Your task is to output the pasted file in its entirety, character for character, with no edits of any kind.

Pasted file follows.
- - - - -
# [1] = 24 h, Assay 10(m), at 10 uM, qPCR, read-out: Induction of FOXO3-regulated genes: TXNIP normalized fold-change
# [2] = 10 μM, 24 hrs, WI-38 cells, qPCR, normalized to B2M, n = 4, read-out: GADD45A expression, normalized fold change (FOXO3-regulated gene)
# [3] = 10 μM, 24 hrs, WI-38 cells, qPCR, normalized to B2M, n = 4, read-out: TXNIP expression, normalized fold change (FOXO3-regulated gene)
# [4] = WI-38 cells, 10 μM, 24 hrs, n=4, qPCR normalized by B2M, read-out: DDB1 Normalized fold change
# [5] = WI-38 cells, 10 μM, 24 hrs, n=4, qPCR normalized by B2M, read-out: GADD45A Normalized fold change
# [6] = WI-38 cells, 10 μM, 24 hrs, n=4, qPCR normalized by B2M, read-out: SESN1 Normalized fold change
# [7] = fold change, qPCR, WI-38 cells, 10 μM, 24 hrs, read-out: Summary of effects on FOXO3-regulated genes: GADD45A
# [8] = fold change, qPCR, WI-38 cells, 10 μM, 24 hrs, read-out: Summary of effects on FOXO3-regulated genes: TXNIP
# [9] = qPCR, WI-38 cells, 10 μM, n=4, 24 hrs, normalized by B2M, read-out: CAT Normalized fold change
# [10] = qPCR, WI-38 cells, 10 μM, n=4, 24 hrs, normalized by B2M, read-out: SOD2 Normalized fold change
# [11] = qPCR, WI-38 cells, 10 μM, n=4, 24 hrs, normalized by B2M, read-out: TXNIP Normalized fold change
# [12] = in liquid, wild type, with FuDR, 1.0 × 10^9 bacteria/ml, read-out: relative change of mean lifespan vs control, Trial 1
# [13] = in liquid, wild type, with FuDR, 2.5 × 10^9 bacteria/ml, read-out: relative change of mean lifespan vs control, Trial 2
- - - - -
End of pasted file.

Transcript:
# [1] = 24 h, Assay 10(m), at 10 uM, qPCR, read-out: Induction of FOXO3-regulated genes: TXNIP normalized fold-change
# [2] = 10 μM, 24 hrs, WI-38 cells, qPCR, normalized to B2M, n = 4, read-out: GADD45A expression, normalized fold change (FOXO3-regulated gene)
# [3] = 10 μM, 24 hrs, WI-38 cells, qPCR, normalized to B2M, n = 4, read-out: TXNIP expression, normalized fold change (FOXO3-regulated gene)
# [4] = WI-38 cells, 10 μM, 24 hrs, n=4, qPCR normalized by B2M, read-out: DDB1 Normalized fold change
# [5] = WI-38 cells, 10 μM, 24 hrs, n=4, qPCR normalized by B2M, read-out: GADD45A Normalized fold change
# [6] = WI-38 cells, 10 μM, 24 hrs, n=4, qPCR normalized by B2M, read-out: SESN1 Normalized fold change
# [7] = fold change, qPCR, WI-38 cells, 10 μM, 24 hrs, read-out: Summary of effects on FOXO3-regulated genes: GADD45A
# [8] = fold change, qPCR, WI-38 cells, 10 μM, 24 hrs, read-out: Summary of effects on FOXO3-regulated genes: TXNIP
# [9] = qPCR, WI-38 cells, 10 μM, n=4, 24 hrs, normalized by B2M, read-out: CAT Normalized fold change
# [10] = qPCR, WI-38 cells, 10 μM, n=4, 24 hrs, normalized by B2M, read-out: SOD2 Normalized fold change
# [11] = qPCR, WI-38 cells, 10 μM, n=4, 24 hrs, normalized by B2M, read-out: TXNIP Normalized fold change
# [12] = in liquid, wild type, with FuDR, 1.0 × 10^9 bacteria/ml, read-out: relative change of mean lifespan vs control, Trial 1
# [13] = in liquid, wild type, with FuDR, 2.5 × 10^9 bacteria/ml, read-out: relative change of mean lifespan vs control, Trial 2